Sr. Dipio then took this opportunity to recognize some of the key informants present during the launch; Ms. Florence Mutonyi Dujanga, Lecturer Physics Department, Mr. Francis Wambete, Lecturer Institute of Languages and Mr. Dominic Makwa, Masters Student. She also recognized Mr. Kifu Taddese, a representative from Africa Cinema and Culture Company, who helped with the post production, representatives from AMAKULA Uganda Mr. Ken Barongo and Ms Sarah Sigayi.
After a few more contributions from the audience, Sr. Dipio invited some of the key informants present to react to the issues raised. Mr. Makwa, who had his fair share of presence in the film, led the reactions and left the audience stunned when he reaffirmed what had aired during the film that, possession by spirits was culturally permissible for the circumcisers as without spiritual influence, they’d lack the “blessing” to perform the revered tradition.
Quick to follow was Ms. Mutonyi, who sought to clarify on the role played by women in this male dominated ritual. Reacting to one of the contributors who was appalled at the Bamasambas’ apparent sexual exploitation of women during the processions, she stressed that the original taboos associated with pre-marital sex weren’t meant to condone exploitation of women but rather to deter would-be victims by labeling/ostracizing the offenders.
Mr. Wambete then closed the question and answer session by commenting on questions about the physical abuse meted out by the elder men on the initiates. He explained that this was only meant to toughen up the candidates and test their determination to see the ritual through while all the time watching for any signs of hesitation or cowardice so as not to shame the family during the more severe Imbalu. Regarding the practice of circumcising the dead, he clarified that it was cultural taboo, which was believed to bring a curse upon the entire clan, to burry an uncircumcised male adult however bizarre and appalling this circumcision routine seemed to be.
Prof. Bakibinga in his remarks thanked Sr. Dipio once again for her tireless efforts in keeping the Department of Literature’s light burning by regularly inviting people to witness their works. He also commended Sr. Dipio on her novelty, which has seen the introduction of a Film Production course, housed under the Department and hoped that this would help hone the skills of future world-class film producers and directors. He noted that this would not only enable the students to become entrepreneurs but also cement the outreach component of the University’s strategic plan, as the communities would be able to witness the good works of Makerere.
In conclusion, Sr. Dipio thanked AMAKULA Kampala and Africa Cinema and Culture Company for their contributions and support, the key informants for their willing participation, The Head and staff of the Faculty of Arts for their encouragement and belief in their work and Jeffrey Balemezi, The film’s editor for a job well done. She further stressed that the film only featured certain cultural view points and as such did not represent the Bamasaba culture entirety. However, she hoped that this would be a stepping stone for future productions to explore specific components moderately touched on by this film.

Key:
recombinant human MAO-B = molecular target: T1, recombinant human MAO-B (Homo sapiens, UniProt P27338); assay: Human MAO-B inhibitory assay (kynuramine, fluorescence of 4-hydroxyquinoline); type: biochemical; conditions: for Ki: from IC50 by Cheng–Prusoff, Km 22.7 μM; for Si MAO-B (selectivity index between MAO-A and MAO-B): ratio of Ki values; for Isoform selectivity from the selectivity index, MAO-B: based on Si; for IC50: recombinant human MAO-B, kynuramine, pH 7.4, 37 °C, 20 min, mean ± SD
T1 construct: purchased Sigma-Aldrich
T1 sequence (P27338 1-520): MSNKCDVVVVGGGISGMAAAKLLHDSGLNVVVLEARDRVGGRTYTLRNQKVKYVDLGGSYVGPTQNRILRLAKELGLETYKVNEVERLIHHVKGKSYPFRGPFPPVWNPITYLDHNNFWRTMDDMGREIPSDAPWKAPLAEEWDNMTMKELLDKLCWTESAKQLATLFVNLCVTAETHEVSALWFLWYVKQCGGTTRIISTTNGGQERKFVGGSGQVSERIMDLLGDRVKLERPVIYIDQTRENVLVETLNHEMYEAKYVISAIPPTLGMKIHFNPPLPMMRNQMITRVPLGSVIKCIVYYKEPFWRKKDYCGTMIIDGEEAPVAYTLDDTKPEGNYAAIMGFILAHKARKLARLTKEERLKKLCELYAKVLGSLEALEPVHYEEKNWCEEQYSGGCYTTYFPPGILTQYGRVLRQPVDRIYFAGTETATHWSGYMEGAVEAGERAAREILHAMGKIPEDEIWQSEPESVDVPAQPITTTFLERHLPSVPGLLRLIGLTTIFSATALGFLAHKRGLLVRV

Copies of the film can be obtained at the Department of Literature, Faculty of Arts Makerere University at UShs 10,000/= per copy.
Make Philosophy a cross cutting & compulsory course – UNESCO
Makerere University Department of Philosophy together with the Uganda National Commission for UNESCO (UNATCOM) on 17th November ,2022 joined the rest of the world to celebrate the 20th World Philosophy Day with a call for reforms in Uganda’s education system to make Philosophy a cross cutting and compulsory course.
This year’s celebration under the Global theme, “Humans of the Future”. Uganda chose to refine the theme to speak to pressing challenges hence the theme, “Harnessing Philosophy for addressing Uganda’s Development challenges”.
The World Philosophy Day coincided with Makerere University’s celebration of 100 years of existence and service to humanity and offered an opportunity both to celebrate the immense contribution made by Philosophy in understanding the world and to further reflect.
Amidst the ongoing debates on the importance of the Humanities, the debate at this event steered conversation among the academia, government, civil society and the general public on how Philosophy can inform progress in various aspects of individual and national aspirations.
Scholars argued that Uganda has a creativity, anticipation and the empathy gap premised in philosophy and that the humanity and humanism in this country cannot be restored unless the philosophical approach is resuscitated. Unfortunately, philosophy is taught at higher levels in universities and when people search for courses, philosophy becomes the last opt option not taken as a serious course yet the country needs people to be patriotic, hopeful for the sake of development.
Convening at Makerere University Senate Conference Hall, the celebrants stressed that development cannot be achieved without including philosophy which starts with developing the human mind philosophically so that man is at peace with the environment sustainably.
When young people are in malaise bored in the morning, scholars asserted that you can only harness their strength to work for the development of this country when they have the philosophy and tenets for hope. Philosophy in that regard, brings that hope, critical thinking in humanity that is why philosophy should be a crosscutting course like communication skills, ICT and Ethics.